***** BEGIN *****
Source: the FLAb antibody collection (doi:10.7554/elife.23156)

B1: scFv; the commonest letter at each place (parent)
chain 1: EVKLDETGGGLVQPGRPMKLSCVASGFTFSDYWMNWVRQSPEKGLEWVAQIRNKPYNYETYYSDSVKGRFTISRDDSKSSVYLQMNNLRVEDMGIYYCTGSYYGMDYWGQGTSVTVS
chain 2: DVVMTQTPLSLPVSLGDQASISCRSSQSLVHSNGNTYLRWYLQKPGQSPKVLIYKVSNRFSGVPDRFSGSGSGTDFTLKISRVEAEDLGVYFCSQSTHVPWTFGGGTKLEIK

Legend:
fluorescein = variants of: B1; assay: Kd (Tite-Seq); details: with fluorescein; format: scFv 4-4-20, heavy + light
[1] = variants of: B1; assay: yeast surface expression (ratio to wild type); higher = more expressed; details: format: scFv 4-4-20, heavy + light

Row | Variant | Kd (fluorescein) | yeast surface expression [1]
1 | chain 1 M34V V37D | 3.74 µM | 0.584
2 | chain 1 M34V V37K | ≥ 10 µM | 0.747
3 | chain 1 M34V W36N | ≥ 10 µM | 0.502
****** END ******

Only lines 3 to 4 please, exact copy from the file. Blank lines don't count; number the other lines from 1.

chain 1: EVKLDETGGGLVQPGRPMKLSCVASGFTFSDYWMNWVRQSPEKGLEWVAQIRNKPYNYETYYSDSVKGRFTISRDDSKSSVYLQMNNLRVEDMGIYYCTGSYYGMDYWGQGTSVTVS
chain 2: DVVMTQTPLSLPVSLGDQASISCRSSQSLVHSNGNTYLRWYLQKPGQSPKVLIYKVSNRFSGVPDRFSGSGSGTDFTLKISRVEAEDLGVYFCSQSTHVPWTFGGGTKLEIK